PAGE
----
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Alternative pandemic? Here comes Ransomware-as-a-Service

Concerning news on the cybersecurity front: Ransomware-as a-service is a thing, and this is making it easier for hackers.

Checking a laptop for messages.
A computer being used in a workplace. — © Tim Sandle,
A computer being used in a workplace. — © Tim Sandle,

Ransomware has reached a record high with nearly 400 attacks on critical infrastructure in 2020 alone.

As a key example, in May 2021, hackers published personnel files of D.C. police officers, forced city services in Tulsa to shut down, paralyzed a California hospital system, and most notably, paused operations for the largest oil pipeline in the US – triggering sweeping price hikes and oil shortages across the East Coast.

Ransomware-as-a-Service (RaaS) has helped increase the reach and frequency of hackers’ attacks by leasing out their ransomware strains in the same way legitimate developers lease their software to customers. This new way of launching cyber-attacks is arguably proving to be a pandemic of its own.

While most RaaS attacks are directed at those that can pay up to avoid any downtime, cybersecurity experts like Matthew Rogers, Global CISO at Syntax, expect RaaS to grow until it becomes overwhelmingly the most common source of ransomware attacks, so mere compliance with federal regulations does not necessarily mean businesses will end up with secure systems.

Taking the latest serious issues, the Colonial Pipeline ransomware attack, Matthew Rogers tells Digital Journal why these event signals are wider concern. The Georgia-based Colonial Pipeline carries gasoline and other fuel from Texas to the Northeast, delivering roughly 45 percent of fuel consumed on the East Coast.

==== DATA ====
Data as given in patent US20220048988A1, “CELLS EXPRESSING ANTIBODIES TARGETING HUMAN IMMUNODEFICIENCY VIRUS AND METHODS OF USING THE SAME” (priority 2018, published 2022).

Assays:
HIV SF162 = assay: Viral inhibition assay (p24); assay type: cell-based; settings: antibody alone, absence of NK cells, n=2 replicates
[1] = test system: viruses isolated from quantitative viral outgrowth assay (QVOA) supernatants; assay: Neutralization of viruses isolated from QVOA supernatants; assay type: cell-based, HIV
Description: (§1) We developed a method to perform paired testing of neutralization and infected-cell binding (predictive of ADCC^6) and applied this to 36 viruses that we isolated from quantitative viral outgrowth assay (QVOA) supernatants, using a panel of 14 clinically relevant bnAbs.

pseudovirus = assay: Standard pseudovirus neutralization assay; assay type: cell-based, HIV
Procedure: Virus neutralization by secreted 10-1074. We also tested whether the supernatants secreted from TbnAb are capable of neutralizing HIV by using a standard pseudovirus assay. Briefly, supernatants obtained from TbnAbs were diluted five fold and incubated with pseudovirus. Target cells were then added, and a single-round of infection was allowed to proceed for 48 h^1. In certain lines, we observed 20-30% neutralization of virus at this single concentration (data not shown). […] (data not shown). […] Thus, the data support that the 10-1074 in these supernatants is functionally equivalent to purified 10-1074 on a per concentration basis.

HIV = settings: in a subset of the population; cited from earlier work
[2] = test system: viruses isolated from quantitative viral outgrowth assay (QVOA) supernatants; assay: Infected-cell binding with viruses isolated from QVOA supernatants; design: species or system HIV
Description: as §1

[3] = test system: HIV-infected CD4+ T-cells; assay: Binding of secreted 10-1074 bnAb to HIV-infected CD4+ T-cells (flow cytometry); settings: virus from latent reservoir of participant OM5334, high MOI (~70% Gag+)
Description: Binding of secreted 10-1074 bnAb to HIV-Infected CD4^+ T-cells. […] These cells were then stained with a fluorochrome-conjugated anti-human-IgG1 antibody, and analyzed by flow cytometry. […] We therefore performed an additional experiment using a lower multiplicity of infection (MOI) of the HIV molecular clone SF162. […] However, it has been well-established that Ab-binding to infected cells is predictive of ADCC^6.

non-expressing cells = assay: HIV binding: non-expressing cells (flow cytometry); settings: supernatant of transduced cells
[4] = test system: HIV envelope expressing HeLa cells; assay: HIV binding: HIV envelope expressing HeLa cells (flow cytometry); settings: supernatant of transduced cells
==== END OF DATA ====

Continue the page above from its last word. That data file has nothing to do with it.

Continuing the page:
Rogers explains: “Compliance doesn’t equal security. No doubt this pipeline company has passed numerous compliance audits, yet this ransomware attack still occurred. If a ransomware agent breaks into an environment like this, it indicates this environment is likely missing basic Endpoint Detection and Response (EDR) protections and proactive system monitoring.”

The consequence of this, Rogers says, is that: “A person with nefarious intent could do far worse with this level of access, which is much scarier than this ransomware-driven shutdown. This event will be recovered in 3-7 days, but it’ll be important for the company to make the foundational change to the posture so it cannot happen again.”

Furthermore: “This pipeline is the greatest example of a supply chain security attack in the real world versus the recent SolarWinds attack, which was virtual and non-visible. This physically demonstrates the impact from ransomware on the non-technical world and will likely change the political climate for core infrastructure in the coming year.”

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Written By

Dr. Tim Sandle is Digital Journal's Editor-at-Large for science news. Tim specializes in science, technology, environmental, business, and health journalism. He is additionally a practising microbiologist; and an author. He is also interested in history, politics and current affairs.

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